In world-girdling races going through the Southern Ocean "multiple communications" are the norm. From my experience of Whitbread (Volvo), BT Global Challenge and its forerunner the British Steel Challenge, also from my knowledge of some of the FICO events, boats in those would typically carry INMARSAT-C as a staple, possibly with a second C terminal or an A or B, or possibly with an SSB radio. Often they would have one or even two Argos beacons which offer limited emergency coded signals as well asdistress alerts and routinely, position reporting. I would say that all

would carry VHF .


Under ORC Special Regulations category zero boats are required to have:- 3.24 (e) -a waterproof hand-held VHF transceiver 4.18(a)-an EPIRB 4.18(b) and 5.07(b)-a PLB for each person with suitable on-board D/F equipment

5.07 (a)-an immersion suit for each person -attention drawn to PrEN 1913

5.03-personal location lights (mini flares or strobe lights) for each person


In the BT and Whitbread (Volvo) races certainly full records are kept of all safety gear on board each boat. In ordinary RORC races we have access to liferaft numbers and crew details, and in the Fastnet and other long-distance races, keep the data at race HQ.


I do not know of any race organisation that requires an aviation VHF or UHF comms set on board: most air-sea rescue aircraft nowadays seem to be equipped to use marine VHF channel 16 but perhaps this is not always the case.


The "toroidal skirt" superiority is a new one on me. I would like to know more about this as no doubt would the working party on ISO 9650 liferafts.


In FICO races it is now a normal requirement for underwater appendages to be painted fluorescent orange. This idea is under study for the next Volvo Race, as also is the idea to have all foul-weather gear a bright yellow or orange colour.


Training for survival situations is receiving active planning in the Volvo Race safety committee and some training is routinely included for crews on the BTGC race. I have no doubt that the sailing community could do more work in this area.


To summarise, I think we sailors should always be ready to discuss safety techniques and equipment, especially with professional safety agencies, but that at the end of the day we must look after our own show. Provided that we do it properly I can see no reason for any closer involvement and would strongly resist giving up our decision-making authority over what we do.


Alan Green, ISAF at IMO team.



C -

From: HHJ Devonshire []

Sent: 15 June 1999 19:21

To: Simon

Subject: IMO


The following documents are submitted to IMO on behalf of the International Sailing Federation (ISAF).


M N Devonshire - Chairman ISAF International Regulations Committee


4th session Agenda item 8



Mutual responsibility and the International Convention on Maritime Search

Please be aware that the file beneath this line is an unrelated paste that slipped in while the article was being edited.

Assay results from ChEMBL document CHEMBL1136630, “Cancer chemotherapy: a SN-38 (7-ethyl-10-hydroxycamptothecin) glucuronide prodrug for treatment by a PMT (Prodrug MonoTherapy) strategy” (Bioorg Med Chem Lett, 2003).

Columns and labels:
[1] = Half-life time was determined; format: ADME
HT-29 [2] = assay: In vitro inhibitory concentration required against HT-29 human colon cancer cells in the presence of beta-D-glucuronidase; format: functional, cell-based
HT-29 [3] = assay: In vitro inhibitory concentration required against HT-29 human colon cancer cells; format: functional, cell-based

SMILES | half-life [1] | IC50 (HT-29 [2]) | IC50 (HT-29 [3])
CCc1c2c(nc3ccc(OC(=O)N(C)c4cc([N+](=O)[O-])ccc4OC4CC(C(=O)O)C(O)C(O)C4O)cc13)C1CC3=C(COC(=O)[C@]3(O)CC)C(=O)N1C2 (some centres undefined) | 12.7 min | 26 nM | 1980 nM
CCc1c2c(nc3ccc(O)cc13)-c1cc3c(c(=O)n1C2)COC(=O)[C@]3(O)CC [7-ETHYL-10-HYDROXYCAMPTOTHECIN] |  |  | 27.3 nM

and Rescue, 1979

Note by the International Sailing Federation


Executive Summary: This document comments on the information which is contained in the Note by the Government of Australia and explains the steps which the International Sailing Federation is taking to improve the safety of vessels participating in long distance yacht races. Action to betaken: Paragraph 5.


Related Documents: COMSAR 4/8/7




1. The International Sailing Federation (ISAF),as the World Governing body for the Sport of Sailing, has for some time recognised the increased interest amongst sailors in long distance yacht races. These have increased in number of events, in the size of participation and in public attention. It recognises that long distance racing brings with it risks.

Those risks participants accept as have mariners throughout the ages. It also recognises that such events should not impose unreasonable burdens on the SAR agencies of the search and rescue regions through which the events transit. It believes that the key to a reduction in risk is the education of organisers and participants.


Steps taken by ISAF


2. In 1997 it convened a major conference of organisers and participants from the major yachting nations to discuss safety and to pool experience.As a result of this conference it crated an Oceanic Committee to advise on the organisation of long distance races with a wide spread of membership.


3. The Offshore Racing Council, a member of ISAF, has for many years published Special Regulations for the Equipment of Yachts which participate in Races offshore. These classify Races by the type of waters in which the event is held and are updated at least annually to takeaccount of recent experience and the development in equipment design.

These regulations already require that each boat participating in long distance ocean races should carry:




1. In addition to fixed communication equipment a waterproof hand-held VHF transceiver. 2. An EPIRB 3. An PLB for each person on board with suitable on-board D/F equipment 4. An immersion suit and personal location light (mini flares or strobe lights) for each person .


Records of safety equipment on board should routinely be maintained by organisers. It is the experience of ISAF that aircraft used for air-sea rescue operate on marine channels. It would seem to be onerous to require yachts to be equipped to a higher standard than other ships.


3. It worthy of note that races held in the last 12 months have been routed on a more northerly course in the Southern Oceans.




4. ISAF welcomes the comments of the Government of Australia and the lessons which it seeks to draw from recent events in the Southern Oceans.

It will take every step in its power to draw the points which have been made to the attention of Race Organisers and to encourage proper liaison with the relevant SAR agencies.


Action requested of the Sub-Committee